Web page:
The position and shape of the jaw, velum, tongue and lips change rapidly over time to produce a sequence of sounds, which corresponds to a specific word. Therefore, a speech signal can only be considered as slowly time varying signal with stationary characteristics for periods in the range of 5 ms to 100 ms. These short stationary periods correspond to a stationary configuration of the vocal tract. Longer periods ( ~200 ms) of a speech signal exhibit non stationary characteristics. [2]

2.2 Variation of the Speech Signal

As previously mentioned the individual physiology of the speaker varies some characteristics of the speech signal. However, there are much more general characteristics of an individual speaker, which have an impact on the speech signal and therefore on the word error rate of an automatic speech recognition system. Some of these speaker dependent variations are inter-speaker dependent, which means that the characteristics only depend on the speaker. While intra-speaker dependent characteristics depend on the state of the speaker and the state of a speaker can change rapidly. [4] Examples for inter- and intra-speaker depend variations are:

The age of a speaker is a inter-speaker dependent variation because the physiology of the vocal tract varies by age. For example children articulate sounds different compared to adults. Furthermore, the composition of the linguistic message is different for children because they use a different vocabulary compared to adults.

The gender of a speaker is a inter-speaker dependent variation because the physiology of the vocal tract is different for male and female bodies. For example the fundamental frequency of a female speaker is higher compared to a male speaker. [4]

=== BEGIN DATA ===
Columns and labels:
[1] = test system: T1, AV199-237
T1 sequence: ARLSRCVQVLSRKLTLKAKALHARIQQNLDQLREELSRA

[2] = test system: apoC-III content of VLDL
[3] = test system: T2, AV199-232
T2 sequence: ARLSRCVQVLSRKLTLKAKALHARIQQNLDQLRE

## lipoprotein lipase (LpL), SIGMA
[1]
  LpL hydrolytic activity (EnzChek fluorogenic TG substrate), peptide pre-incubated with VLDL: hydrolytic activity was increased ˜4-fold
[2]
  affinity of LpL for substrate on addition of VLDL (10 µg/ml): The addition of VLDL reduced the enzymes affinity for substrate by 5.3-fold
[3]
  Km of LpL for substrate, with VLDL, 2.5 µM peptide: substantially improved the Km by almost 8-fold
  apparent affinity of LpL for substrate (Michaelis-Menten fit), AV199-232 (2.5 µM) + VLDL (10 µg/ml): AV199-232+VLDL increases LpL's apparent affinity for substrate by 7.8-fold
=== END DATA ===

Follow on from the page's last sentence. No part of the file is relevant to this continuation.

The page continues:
The accent of a speaker is a inter-speaker dependent variation because the pronunciation of words varies by different accents. Especially foreign accents have a significant different pronunciation compared to native speakers. [4]

Speaking Style:
The speaking style of a speaker is a intra-speaker dependent variation because articulation of words varies by speaking style such as reading or spontaneous speech. For example during spontaneous speech most speakers do not properly pronounce phonemes and incorporate many false starts, repetitions or hesitations. [4]

The state of a speaker is a intra-speaker dependent variation because the state of the speaker alters the articulation, the rate of speech and the loudness. The state of the speaker can be emotions such as sadness, happiness or angriness [4] but also levels of intoxications, stress or health conditions. [5].


3. The Source Filter Model

3.1 Theory

The acoustic speech production of the human vocal organs can be modeled by the source filter model, which is shown in Figure 2. This model was developed by Fant in 1960 and is the basis for some feature extraction algorithms in automatic speech recognition. The model separates the speech production into a signal source and a filter. The source can be biologically interpreted as the lung and the pharynx, which produce the voiced or unvoiced signal. The filter is the technical representation of the configuration of the vocal tract, which articulates the final sound. [3]

Figure 2: Block diagram of the source filter model [2]


The source model for unvoiced sounds consists of a white noise source. For voiced sounds the source model consists of an impulse generator with a fixed period and a linear time invariant filter, which simulates the vibration of the vocal cords. The output signal of the source un for a voiced sound is a quasi-periodic signal. One period of this signal is shown in Figure 3a. The corresponding idealised spectrum of the source signal (see Figure 3b) consists of the speaker dependent fundamental frequency and the harmonics of the fundamental frequency. [3]